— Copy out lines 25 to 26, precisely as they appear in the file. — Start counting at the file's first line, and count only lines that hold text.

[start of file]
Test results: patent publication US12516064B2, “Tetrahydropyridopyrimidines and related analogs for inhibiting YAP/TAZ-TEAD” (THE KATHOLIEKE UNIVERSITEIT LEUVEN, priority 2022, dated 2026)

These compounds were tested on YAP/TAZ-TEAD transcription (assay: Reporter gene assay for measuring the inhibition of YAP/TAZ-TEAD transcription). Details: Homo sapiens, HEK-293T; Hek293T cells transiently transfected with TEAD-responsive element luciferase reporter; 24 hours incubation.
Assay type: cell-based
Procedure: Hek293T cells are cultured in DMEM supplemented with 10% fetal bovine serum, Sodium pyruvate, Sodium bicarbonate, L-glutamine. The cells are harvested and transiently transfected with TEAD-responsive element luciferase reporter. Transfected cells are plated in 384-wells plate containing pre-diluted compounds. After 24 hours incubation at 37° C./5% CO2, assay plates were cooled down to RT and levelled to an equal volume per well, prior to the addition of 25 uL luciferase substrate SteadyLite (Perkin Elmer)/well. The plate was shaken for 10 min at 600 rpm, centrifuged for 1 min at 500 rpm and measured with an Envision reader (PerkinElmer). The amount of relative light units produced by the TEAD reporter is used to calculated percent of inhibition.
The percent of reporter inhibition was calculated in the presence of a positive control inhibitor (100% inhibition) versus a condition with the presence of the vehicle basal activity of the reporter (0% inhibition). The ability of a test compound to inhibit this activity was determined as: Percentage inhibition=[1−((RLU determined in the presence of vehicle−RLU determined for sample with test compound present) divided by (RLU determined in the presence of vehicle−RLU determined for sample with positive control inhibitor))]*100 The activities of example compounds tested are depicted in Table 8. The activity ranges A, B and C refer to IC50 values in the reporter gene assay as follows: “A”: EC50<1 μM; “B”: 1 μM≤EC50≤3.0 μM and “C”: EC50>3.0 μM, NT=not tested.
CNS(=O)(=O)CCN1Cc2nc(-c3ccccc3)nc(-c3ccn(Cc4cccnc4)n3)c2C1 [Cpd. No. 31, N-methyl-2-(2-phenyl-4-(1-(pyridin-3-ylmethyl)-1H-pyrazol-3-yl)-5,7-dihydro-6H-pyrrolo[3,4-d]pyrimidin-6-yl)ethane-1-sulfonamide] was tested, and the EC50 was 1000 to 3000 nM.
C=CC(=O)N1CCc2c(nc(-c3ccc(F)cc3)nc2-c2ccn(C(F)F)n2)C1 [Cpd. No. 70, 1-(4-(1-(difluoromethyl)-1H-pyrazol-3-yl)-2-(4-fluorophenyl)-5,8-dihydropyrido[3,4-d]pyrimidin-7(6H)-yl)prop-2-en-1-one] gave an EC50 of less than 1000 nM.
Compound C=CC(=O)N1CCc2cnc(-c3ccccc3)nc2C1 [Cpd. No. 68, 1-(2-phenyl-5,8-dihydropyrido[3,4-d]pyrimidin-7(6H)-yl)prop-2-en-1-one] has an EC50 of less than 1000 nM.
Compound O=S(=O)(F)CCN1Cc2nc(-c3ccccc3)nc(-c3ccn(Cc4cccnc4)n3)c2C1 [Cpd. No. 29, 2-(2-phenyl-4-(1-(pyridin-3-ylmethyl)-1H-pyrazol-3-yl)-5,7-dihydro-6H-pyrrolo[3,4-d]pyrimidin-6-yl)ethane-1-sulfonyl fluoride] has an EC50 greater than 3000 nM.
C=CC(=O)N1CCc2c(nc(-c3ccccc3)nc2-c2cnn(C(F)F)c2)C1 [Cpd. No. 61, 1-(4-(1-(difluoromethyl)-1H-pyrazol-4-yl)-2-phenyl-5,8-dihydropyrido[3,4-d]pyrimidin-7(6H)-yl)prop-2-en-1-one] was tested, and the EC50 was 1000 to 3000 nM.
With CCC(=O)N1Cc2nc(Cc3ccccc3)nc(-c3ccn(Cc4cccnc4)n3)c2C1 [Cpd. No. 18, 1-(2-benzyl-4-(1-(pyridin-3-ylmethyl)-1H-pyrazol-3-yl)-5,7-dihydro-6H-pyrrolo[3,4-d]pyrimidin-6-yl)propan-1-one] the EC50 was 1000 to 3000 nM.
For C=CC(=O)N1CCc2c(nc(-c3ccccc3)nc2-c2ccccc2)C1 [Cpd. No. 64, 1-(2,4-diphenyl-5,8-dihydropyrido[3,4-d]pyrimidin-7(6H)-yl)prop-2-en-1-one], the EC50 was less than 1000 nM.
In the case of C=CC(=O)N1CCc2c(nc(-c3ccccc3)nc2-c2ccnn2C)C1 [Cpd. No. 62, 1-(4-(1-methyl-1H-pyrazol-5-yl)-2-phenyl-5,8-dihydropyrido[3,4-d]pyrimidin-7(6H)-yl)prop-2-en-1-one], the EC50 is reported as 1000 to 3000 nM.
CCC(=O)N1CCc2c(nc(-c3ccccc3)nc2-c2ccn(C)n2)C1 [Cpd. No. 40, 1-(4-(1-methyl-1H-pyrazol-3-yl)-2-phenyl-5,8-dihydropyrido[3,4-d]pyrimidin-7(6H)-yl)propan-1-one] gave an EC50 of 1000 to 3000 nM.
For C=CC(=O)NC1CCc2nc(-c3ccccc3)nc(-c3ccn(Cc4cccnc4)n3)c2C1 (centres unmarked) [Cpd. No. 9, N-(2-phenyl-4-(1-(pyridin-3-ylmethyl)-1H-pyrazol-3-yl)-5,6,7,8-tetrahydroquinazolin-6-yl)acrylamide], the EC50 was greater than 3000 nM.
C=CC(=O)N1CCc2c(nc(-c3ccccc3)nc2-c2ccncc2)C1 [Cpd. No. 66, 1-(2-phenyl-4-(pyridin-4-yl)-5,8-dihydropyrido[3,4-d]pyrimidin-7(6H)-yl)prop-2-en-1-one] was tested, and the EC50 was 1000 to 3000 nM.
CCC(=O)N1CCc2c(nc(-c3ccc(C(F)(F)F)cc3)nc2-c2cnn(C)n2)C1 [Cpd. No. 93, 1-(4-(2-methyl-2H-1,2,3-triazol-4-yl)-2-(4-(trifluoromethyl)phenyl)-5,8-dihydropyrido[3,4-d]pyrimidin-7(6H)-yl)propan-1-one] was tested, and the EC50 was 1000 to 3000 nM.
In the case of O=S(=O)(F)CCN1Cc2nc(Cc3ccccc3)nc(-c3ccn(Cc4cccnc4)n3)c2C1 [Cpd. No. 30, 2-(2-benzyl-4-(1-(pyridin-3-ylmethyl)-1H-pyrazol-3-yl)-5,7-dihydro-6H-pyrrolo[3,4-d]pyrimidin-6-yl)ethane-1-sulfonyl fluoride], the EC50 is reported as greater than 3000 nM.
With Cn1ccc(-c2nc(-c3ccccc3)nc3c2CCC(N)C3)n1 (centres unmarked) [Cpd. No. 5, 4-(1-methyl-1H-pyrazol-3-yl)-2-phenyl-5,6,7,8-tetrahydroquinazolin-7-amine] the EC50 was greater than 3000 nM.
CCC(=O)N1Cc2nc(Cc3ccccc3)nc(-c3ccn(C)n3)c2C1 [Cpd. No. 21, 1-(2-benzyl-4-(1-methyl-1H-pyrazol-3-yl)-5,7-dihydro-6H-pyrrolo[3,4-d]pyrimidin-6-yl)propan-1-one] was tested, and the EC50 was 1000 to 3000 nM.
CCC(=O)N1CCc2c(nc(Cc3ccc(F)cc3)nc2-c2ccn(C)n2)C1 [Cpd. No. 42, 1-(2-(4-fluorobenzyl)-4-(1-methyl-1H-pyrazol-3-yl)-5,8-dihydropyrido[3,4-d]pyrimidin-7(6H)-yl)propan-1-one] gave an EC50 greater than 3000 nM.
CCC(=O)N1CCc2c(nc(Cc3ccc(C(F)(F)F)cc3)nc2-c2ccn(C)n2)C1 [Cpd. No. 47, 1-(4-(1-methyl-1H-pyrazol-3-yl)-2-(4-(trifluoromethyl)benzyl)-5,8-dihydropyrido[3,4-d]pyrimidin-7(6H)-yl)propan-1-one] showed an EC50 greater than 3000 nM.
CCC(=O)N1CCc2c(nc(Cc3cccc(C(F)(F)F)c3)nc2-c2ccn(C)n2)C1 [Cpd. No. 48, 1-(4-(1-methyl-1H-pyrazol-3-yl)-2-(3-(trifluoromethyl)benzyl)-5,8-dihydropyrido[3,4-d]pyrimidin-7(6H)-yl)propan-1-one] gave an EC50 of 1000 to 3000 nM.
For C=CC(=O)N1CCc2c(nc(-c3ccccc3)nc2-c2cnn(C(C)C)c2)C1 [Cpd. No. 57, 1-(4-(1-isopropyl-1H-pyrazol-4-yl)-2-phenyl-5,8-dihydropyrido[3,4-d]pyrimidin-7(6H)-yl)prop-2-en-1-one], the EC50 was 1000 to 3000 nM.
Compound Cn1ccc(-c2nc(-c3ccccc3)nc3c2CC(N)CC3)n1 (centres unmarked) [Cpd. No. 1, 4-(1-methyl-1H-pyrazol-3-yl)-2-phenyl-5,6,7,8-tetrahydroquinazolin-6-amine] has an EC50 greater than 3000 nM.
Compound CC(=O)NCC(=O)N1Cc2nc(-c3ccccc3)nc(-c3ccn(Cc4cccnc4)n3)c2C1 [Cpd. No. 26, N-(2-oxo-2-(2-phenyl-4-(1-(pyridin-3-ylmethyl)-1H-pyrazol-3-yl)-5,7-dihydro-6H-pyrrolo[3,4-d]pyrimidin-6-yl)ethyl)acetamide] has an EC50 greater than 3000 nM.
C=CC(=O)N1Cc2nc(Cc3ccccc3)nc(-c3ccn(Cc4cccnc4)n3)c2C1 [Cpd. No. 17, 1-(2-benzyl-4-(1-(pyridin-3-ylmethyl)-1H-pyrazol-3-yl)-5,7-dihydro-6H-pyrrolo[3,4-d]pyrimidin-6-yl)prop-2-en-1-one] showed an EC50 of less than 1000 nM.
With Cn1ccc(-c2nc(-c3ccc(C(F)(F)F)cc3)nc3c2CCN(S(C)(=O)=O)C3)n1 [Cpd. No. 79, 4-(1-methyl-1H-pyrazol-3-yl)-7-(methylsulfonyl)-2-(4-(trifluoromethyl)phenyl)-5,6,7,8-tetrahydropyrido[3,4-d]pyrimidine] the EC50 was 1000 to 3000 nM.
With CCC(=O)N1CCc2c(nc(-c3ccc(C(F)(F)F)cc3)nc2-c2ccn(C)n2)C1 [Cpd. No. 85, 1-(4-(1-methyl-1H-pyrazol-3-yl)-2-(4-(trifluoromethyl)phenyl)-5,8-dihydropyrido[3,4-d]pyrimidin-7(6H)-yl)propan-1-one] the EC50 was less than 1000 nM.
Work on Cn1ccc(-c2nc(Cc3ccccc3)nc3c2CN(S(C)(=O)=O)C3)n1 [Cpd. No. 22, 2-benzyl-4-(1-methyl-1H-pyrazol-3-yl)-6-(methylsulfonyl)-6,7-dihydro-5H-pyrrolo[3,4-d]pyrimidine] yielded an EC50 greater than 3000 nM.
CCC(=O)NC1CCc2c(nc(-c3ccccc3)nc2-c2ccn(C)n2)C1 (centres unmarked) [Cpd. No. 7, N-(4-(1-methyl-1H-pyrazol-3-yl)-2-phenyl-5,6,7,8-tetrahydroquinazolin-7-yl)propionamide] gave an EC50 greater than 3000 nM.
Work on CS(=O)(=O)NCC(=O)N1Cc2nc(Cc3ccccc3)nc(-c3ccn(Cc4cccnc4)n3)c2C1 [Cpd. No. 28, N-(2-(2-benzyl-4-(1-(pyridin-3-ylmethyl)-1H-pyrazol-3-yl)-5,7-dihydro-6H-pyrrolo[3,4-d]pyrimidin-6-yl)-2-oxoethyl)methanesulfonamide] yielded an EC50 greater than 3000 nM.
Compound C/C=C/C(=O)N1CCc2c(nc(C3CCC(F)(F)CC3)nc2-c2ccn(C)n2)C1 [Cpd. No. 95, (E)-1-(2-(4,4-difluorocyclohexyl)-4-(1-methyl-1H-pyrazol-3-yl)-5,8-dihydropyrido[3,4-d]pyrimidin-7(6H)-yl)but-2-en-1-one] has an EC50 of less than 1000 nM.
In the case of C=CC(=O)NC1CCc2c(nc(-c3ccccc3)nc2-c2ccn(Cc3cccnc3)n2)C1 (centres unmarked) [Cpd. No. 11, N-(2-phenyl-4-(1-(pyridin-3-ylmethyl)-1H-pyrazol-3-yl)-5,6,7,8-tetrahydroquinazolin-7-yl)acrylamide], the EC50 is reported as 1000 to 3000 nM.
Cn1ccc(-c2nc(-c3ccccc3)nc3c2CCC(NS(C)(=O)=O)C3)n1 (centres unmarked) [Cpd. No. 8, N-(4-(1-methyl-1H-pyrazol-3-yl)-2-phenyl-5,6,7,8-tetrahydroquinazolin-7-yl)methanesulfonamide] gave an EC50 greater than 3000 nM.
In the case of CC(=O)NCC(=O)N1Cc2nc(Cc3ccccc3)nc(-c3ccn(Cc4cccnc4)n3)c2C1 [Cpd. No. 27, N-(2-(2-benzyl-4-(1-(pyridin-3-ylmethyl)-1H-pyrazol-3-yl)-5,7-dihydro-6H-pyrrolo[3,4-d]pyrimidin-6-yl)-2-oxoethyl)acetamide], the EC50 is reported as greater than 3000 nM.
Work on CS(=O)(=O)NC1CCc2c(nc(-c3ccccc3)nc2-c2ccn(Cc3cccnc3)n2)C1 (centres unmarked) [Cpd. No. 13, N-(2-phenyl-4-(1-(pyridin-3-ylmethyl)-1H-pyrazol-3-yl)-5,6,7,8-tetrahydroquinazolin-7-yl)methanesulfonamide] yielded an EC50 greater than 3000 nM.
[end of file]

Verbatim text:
Compound Cn1ccc(-c2nc(-c3ccccc3)nc3c2CC(N)CC3)n1 (centres unmarked) [Cpd. No. 1, 4-(1-methyl-1H-pyrazol-3-yl)-2-phenyl-5,6,7,8-tetrahydroquinazolin-6-amine] has an EC50 greater than 3000 nM.
Compound CC(=O)NCC(=O)N1Cc2nc(-c3ccccc3)nc(-c3ccn(Cc4cccnc4)n3)c2C1 [Cpd. No. 26, N-(2-oxo-2-(2-phenyl-4-(1-(pyridin-3-ylmethyl)-1H-pyrazol-3-yl)-5,7-dihydro-6H-pyrrolo[3,4-d]pyrimidin-6-yl)ethyl)acetamide] has an EC50 greater than 3000 nM.